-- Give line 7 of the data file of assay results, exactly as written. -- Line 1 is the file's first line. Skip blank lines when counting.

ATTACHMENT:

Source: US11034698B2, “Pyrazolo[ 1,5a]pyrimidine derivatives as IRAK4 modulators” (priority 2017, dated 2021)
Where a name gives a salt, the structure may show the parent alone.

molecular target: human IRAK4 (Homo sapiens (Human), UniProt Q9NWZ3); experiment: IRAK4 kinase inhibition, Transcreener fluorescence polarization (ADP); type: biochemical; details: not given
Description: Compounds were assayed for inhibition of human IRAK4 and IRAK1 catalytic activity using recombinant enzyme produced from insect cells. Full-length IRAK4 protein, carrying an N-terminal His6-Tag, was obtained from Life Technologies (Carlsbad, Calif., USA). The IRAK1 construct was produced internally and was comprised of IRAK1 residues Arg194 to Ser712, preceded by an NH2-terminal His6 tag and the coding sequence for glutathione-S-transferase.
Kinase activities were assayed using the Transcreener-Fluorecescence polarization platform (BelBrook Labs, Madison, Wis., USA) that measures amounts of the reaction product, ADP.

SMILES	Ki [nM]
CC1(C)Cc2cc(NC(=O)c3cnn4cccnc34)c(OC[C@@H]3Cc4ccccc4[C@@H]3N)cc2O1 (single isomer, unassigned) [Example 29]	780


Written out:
CC1(C)Cc2cc(NC(=O)c3cnn4cccnc34)c(OC[C@@H]3Cc4ccccc4[C@@H]3N)cc2O1 (single isomer, unassigned) [Example 29]	780